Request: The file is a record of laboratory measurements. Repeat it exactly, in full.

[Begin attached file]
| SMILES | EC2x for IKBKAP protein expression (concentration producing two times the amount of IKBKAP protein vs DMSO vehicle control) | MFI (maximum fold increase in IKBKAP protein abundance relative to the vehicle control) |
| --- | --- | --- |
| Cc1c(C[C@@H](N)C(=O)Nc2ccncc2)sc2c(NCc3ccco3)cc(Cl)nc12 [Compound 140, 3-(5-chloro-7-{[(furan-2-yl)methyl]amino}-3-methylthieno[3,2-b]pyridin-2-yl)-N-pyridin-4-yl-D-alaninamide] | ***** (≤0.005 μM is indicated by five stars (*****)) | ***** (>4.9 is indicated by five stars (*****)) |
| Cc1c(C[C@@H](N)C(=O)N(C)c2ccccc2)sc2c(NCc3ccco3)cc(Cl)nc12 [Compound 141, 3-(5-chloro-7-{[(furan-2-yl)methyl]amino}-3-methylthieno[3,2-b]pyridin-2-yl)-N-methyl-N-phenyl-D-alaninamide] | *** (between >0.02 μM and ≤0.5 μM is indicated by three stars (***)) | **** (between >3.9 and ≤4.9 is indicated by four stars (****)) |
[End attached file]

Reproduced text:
| SMILES | EC2x for IKBKAP protein expression (concentration producing two times the amount of IKBKAP protein vs DMSO vehicle control) | MFI (maximum fold increase in IKBKAP protein abundance relative to the vehicle control) |
| --- | --- | --- |
| Cc1c(C[C@@H](N)C(=O)Nc2ccncc2)sc2c(NCc3ccco3)cc(Cl)nc12 [Compound 140, 3-(5-chloro-7-{[(furan-2-yl)methyl]amino}-3-methylthieno[3,2-b]pyridin-2-yl)-N-pyridin-4-yl-D-alaninamide] | ***** (≤0.005 μM is indicated by five stars (*****)) | ***** (>4.9 is indicated by five stars (*****)) |
| Cc1c(C[C@@H](N)C(=O)N(C)c2ccccc2)sc2c(NCc3ccco3)cc(Cl)nc12 [Compound 141, 3-(5-chloro-7-{[(furan-2-yl)methyl]amino}-3-methylthieno[3,2-b]pyridin-2-yl)-N-methyl-N-phenyl-D-alaninamide] | *** (between >0.02 μM and ≤0.5 μM is indicated by three stars (***)) | **** (between >3.9 and ≤4.9 is indicated by four stars (****)) |